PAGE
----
De Novo Reconstruction of DNA Origami Structures through Atomistic Molecular Dynamics Simulation

Christopher Maffeo, Jejoong Yoo, and Aleksei Aksimentiev
Nucleic Acids Research 44(7) 3013-3019 (2016)
DOI:10.1093/nar/gkw155  BibTex


Our recent improvements to atomic force fields led us to ask: Is MD accurate enough to predict DNA origami structure? The pointer structure, studied via cryo-electron microscopy (cryo-EM), is currently the best-characterized DNA origami object. We found during a 200 ns simulation of an atomistic model of the pointer starting in idealized conformation, the DNA origami object rapidly approached a conformation consistent with the cryo-EM reconstruction.

The all-atom model of the origami object was large (~6 M atoms), and the simulations were performed over months on hundreds of supercomputer nodes. This limits the utility of the method for routine structure prediction, an important goal in the field of nanotechnology. Hence, we developed an alternative approach that neglects solvent and long-range electrostatics, utilizes an elastic network of restraints to stabilize the DNA, and uses additional restraints to spread the DNA helices away from origami crossovers.

The elastic-network guided simulation worked extremely well. In just 2 nanoseconds of simulation, the DNA conformation approached a conformation consistent with the cryo-EM reconstruction (see trajectory on nanoHUB). Such a short simulation can be performed on a workstation. To validate the all-atom simulation protocol, the elastic-network guided structure was submerged in solvent and simulated for ~150 ns. The structure was seen to be stable.

MD simulation accurately captures subtle structural features of DNA origami. For example, the characteristic chickenwire pattern observed in experiment emerges in our simulations. Unusual motifs, such as the left-handed psuedo-helix are realistically modeled. Hence, if atomically-detailed structure prediction is needed, MD simulation is the method of choice. Setup your own origami structure prediction simulation here!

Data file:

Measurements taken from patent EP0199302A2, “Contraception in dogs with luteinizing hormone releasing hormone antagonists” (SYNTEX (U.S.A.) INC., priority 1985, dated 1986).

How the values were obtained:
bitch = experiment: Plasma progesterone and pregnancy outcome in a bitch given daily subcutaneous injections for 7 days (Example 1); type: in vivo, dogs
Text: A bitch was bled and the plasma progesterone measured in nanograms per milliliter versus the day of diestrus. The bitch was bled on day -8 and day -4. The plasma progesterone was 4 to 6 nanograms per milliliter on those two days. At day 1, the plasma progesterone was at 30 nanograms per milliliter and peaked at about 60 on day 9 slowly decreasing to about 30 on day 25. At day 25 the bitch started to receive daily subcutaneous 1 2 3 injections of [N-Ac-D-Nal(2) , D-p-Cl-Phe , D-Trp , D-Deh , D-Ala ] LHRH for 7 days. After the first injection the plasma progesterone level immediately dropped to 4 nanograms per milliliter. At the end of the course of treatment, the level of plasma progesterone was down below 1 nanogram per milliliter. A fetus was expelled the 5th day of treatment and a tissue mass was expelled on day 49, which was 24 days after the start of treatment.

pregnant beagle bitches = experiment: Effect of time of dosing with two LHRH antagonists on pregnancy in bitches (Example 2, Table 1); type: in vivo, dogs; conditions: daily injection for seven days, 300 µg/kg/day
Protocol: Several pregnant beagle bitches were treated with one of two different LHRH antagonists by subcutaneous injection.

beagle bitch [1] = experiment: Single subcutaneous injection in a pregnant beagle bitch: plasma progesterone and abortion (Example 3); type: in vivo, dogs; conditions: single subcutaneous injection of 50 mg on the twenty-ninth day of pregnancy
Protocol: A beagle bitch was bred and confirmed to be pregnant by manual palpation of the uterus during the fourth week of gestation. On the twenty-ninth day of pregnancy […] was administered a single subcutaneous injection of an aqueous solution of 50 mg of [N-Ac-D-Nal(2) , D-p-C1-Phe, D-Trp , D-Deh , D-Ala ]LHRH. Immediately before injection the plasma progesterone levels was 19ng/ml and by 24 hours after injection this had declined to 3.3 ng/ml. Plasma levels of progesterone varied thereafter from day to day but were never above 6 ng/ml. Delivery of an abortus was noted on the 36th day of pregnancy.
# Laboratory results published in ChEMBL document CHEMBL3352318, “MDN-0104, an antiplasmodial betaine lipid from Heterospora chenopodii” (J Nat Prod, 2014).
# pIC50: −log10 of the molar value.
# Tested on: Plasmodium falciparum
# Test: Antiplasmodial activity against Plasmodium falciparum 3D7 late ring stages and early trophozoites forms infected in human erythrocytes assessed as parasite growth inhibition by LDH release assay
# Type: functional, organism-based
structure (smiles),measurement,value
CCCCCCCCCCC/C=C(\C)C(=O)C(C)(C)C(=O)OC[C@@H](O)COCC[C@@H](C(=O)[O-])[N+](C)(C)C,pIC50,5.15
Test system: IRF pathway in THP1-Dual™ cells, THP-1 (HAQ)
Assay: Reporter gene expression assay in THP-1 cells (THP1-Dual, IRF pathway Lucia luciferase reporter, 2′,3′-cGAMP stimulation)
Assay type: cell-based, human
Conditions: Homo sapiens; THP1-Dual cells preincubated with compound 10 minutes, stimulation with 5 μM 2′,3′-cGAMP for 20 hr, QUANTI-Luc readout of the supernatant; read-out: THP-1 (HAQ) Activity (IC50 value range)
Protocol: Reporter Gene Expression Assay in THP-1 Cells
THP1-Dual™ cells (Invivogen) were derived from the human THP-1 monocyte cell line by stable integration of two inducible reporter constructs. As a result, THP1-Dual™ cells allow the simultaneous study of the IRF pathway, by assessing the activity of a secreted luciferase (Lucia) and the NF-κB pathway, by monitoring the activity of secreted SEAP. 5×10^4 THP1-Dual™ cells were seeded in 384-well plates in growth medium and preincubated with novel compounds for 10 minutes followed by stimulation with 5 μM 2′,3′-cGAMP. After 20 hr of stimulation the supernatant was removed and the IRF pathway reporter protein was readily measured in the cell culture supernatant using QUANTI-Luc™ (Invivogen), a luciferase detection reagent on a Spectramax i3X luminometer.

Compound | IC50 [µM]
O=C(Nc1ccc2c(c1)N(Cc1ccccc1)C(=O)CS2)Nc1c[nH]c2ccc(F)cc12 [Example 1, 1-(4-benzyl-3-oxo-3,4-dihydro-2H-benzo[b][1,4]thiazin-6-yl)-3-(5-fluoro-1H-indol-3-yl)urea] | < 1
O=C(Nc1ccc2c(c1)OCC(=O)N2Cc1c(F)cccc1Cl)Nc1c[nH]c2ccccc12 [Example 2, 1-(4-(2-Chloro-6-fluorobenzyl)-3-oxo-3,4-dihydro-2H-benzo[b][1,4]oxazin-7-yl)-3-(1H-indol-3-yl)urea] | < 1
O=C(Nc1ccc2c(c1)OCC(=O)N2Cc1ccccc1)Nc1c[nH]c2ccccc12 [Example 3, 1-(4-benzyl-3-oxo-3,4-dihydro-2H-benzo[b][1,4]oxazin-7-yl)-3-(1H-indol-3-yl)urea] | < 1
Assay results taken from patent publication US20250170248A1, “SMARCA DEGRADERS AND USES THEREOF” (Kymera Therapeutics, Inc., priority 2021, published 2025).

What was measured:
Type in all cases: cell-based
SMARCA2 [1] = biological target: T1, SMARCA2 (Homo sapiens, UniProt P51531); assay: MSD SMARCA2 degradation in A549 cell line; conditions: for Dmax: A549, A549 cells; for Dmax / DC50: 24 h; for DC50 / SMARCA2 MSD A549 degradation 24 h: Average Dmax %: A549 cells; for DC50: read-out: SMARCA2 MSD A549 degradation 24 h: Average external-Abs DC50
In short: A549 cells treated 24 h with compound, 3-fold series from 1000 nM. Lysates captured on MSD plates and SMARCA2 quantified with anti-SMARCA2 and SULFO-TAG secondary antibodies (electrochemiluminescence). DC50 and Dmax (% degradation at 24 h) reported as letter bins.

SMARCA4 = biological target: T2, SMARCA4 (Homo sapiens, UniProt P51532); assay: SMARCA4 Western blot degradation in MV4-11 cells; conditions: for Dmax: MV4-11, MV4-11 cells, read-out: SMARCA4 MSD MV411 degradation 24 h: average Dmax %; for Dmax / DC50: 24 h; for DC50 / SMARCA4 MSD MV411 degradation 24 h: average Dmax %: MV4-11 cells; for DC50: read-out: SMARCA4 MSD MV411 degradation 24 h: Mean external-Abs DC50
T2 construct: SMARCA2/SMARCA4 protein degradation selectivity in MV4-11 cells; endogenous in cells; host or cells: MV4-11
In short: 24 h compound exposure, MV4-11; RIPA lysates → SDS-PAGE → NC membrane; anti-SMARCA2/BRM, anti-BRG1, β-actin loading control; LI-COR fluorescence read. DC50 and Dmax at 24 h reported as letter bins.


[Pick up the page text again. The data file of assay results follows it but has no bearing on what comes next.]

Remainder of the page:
The DNA origami method has brought nanometer-precision fabrication to molecular biology labs, offering myriads of potential applications in the fields of synthetic biology, biomolecular medicine, molecular computation, etc. Advancing the method further requires controlling self-assembly down to the atomic scale. Here we demonstrate a computational method that allows the equilibrium structure of a large, complex DNA origami object to be determined to atomic resolution. Through direct comparison with the results of cryo-electron microscopy, we demonstrate de novo reconstruction of a 4.7 megadalton pointer structure by means of fully atomistic molecular dynamics simulations. Furthermore, we show that elastic network-guided simulations performed without solvent can yield similar accuracy at a fraction of the computational cost, making this method an attractive approach for prototyping and validation of self-assembled DNA nanostructures.

The "pointer" object was simulated via all-atom MD for 200 ns, starting from an idealized configuration of straight DNA helices. The DNA helices were seen to spread apart quickly as a global twist developed. The root-mean-squared-deviation from the psuedo-atomic structure derived from cryo-electron microscopy was seen to decrease monotonically, approaching 1 nm.

We developed a simple protocol that provides atomically-detailed structure prediction at a small fraction of the cost of all-atom MD simulation. Solvent is neglected in the simulation, while the DNA helices are stabiliized via an elastic network of restraints. Since there are no ions to screen electrostatic interactions, long-range electrostatic interactions are truncated. We know from previous studies that DNA helices in square lattice origami in typical solvent rest about 3 nm apart away from crossovers. Without long-range electrostatics to push the helices apart, we add intra-helical harmonic bonds to spread the helices. In less than 2 nanoseconds of simulation using the above protocol, we obtain a better structure than in 200 nanoseconds of all-atom MD simulation.

Comparison between the simulated (blue) and cryo-EM derived (red) structures of the pointer object. An isosurface (white) of the electron density reconstructed from cryo-EM measurements is shown in the beginning of the movie. The simulated structure is represented by the conformation obtained at the end of the 1.7 ns elastic network-guided simulation. The movie emphasizes regions of the pointer structure that were of particular interest to the cryo-EM reconstruction study.